High blood pressure may accelerate cognitive decline at any age

A new study published in Hypertension, a journal of the American Heart Association, has found that high blood pressure at any age for any duration may contribute to cognitive decline. The study furthers our knowledge on how various factors contribute to cognitive function and may help to guide future interventions to prevent cognitive decline in those deemed at-risk.

High Blood Pressure

High blood pressure. Image Credit: Voraorn Ratanakorn/Shutterstock.com

High food pressure linked with cognitive decline

High blood pressure or hypertension is extremely prevalent in the US, affecting an estimated 50% of all adults. Previously studies have demonstrated that high blood pressure is a risk factor for cognitive decline, making a person more likely to experience difficulty with attention, concentration, memory, and verbal fluency, amongst other cognitive functions. Blood pressure measuring 120 mmHg - 129 mmHg systolic or higher is classed as high, and readings above 130 mmHg systolic or above 80 mmHg diastolic are considered to be hypertension.

The researchers predicted that the impact of hypertension on cognitive function would be more significant the younger a person began suffering from hypertension. However, the results of the new study have revealed that the level of accelerated cognitive decline associated with hypertension is similar regardless of whether hypertension began in middle age or much later.

We also found that effectively treating high blood pressure at any age in adulthood could reduce or prevent this acceleration. Collectively, the findings suggest hypertension needs to be prevented, diagnosed, and effectively treated in adults of any age to preserve cognitive function.”

Sandhi M. Barreto, Professor of medicine at the Universidade Federal de Minas Gerais

Assessing the relationship between hypertension duration and cognitive function

The researchers at the Universidade Federal de Minas Gerais analyzed data collected by an existing study that collected information on cognitive health as well as good pressure of over 7,000 adults in Brazil. The average age of the patients at the beginning of the study was 59. Data were collected on the participants for an average of four years. Measures of cognitive health included tests of executive function (including attention and concentrate), memory, and verbal fluency.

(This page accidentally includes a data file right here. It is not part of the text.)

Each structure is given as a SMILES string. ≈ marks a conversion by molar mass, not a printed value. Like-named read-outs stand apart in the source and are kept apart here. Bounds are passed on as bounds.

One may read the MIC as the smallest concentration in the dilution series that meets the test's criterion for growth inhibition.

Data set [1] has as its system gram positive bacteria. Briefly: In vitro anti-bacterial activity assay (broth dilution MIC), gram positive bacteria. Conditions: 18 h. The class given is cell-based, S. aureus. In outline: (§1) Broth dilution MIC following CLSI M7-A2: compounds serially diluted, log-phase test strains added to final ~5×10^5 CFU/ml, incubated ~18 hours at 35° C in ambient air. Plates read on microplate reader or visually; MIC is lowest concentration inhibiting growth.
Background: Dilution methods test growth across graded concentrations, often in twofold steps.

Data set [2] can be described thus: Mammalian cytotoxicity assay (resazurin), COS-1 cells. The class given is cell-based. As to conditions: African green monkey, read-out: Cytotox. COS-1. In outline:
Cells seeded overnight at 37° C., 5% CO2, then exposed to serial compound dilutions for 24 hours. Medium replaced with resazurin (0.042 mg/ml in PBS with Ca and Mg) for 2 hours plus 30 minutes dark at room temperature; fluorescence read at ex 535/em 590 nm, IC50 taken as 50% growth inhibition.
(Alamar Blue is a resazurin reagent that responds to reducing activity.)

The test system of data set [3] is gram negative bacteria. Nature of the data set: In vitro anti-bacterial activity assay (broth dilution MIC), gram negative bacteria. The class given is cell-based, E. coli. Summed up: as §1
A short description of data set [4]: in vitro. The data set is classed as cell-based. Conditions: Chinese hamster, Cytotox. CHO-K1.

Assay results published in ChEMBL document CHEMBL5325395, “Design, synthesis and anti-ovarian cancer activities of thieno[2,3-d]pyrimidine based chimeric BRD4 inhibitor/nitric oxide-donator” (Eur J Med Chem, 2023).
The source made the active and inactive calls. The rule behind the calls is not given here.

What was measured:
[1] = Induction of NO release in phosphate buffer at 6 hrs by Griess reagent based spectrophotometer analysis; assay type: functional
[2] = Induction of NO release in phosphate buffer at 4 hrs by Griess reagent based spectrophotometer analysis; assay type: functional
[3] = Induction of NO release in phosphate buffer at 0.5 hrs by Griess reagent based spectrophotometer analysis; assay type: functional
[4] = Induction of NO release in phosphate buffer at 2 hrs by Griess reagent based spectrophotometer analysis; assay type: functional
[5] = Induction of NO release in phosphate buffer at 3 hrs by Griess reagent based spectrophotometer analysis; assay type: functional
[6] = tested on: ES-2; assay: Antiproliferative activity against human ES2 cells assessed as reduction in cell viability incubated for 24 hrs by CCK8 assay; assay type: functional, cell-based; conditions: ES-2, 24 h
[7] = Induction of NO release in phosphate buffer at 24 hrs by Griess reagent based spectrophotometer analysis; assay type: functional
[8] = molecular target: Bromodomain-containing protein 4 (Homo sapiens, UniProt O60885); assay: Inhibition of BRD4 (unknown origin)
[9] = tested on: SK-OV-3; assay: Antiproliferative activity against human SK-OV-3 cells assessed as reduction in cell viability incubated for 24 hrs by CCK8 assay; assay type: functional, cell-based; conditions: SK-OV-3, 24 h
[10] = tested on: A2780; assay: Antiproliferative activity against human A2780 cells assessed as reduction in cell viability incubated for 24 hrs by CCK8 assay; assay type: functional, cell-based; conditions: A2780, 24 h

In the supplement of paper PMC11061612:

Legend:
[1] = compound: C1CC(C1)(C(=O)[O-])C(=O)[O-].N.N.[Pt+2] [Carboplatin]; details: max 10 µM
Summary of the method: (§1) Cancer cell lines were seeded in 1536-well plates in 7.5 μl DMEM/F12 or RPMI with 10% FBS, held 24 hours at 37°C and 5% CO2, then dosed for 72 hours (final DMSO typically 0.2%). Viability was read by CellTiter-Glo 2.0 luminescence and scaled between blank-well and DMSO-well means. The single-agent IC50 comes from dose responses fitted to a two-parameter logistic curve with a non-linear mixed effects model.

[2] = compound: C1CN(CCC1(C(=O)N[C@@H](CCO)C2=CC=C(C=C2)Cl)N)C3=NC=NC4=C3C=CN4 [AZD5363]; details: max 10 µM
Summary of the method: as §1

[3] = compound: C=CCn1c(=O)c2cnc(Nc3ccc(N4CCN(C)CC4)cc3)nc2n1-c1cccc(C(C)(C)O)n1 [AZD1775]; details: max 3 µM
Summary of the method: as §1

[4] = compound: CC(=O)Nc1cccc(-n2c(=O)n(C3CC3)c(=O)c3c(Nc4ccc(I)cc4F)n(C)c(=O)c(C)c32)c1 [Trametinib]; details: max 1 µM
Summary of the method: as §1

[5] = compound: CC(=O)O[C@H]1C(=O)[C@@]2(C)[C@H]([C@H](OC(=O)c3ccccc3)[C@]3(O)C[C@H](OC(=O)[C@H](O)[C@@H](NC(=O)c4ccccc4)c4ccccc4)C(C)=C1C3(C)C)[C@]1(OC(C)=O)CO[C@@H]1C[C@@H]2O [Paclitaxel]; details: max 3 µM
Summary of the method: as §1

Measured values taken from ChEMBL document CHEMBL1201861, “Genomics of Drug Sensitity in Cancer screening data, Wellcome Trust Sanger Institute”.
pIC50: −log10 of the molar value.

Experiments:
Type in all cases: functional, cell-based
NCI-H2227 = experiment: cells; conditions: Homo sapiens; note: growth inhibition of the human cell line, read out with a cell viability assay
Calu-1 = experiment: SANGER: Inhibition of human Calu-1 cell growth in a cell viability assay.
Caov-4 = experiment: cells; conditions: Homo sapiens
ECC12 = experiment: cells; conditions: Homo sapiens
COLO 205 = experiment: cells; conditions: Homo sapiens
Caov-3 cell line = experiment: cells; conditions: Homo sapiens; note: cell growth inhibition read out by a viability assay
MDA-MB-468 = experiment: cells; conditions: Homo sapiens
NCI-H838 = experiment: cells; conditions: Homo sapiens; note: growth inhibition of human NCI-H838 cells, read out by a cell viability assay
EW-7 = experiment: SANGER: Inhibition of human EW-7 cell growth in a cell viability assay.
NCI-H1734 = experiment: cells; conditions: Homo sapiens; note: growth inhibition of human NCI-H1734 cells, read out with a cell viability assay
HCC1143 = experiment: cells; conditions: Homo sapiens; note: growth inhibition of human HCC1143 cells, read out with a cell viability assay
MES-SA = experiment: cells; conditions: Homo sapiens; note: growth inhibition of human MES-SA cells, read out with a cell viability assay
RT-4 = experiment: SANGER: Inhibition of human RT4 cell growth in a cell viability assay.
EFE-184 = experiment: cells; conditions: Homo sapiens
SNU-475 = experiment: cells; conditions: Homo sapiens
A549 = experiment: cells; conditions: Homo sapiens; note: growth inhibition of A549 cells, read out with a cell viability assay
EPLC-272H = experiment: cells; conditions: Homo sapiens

The results of the analysis revealed that accelerated cognitive decline was found in those with a systolic blood pressure of 121 to 139 mmHg or diastolic blood pressure of 81 to 89 mmHg. The results also showed that the rate of cognitive decline was not impacted by the duration of hypertension. These results mean that experiencing hypertension even for a short time may influence the speed of a person’s cognitive decline. The study’s results highlight the importance of preventing high blood pressure to reduce rates of cognitive decline.

Additionally, the team found that those with uncontrolled hypertension were more likely to experience elevated levels of decline in memory and global cognitive function in comparison with those with controlled hypertension.

The importance of preventing hypertension

Barreto summarizes the importance of the study’s findings, “In addition to other proven benefits of blood pressure control, our results highlight the importance of diagnosing and controlling hypertension in patients of any age to prevent or slow down cognitive decline”. The team’s findings also stress the importance of helping people to maintain lower blood pressures to protect them from accelerated cognitive decline.

While the study has limitations due to including a relatively short follow-up period and only studying those from Brazil, the researchers believe their results are applicable across regions, particularly as previous studies corroborate what was found. There will likely be further research to explore the nature of the relationship between hypertension and cognitive decline, which will inform new strategies and interventions to help people maintain lower blood pressures over their lifetime.

  • https://newsroom.heart.org/news/high-blood-pressure-at-any-age-no-matter-how-long-you-have-it-may-speed-cognitive-decline?preview=f182
Sarah Moore

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Sarah Moore

After studying Psychology and then Neuroscience, Sarah quickly found her enjoyment for researching and writing research papers; turning to a passion to connect ideas with people through writing.


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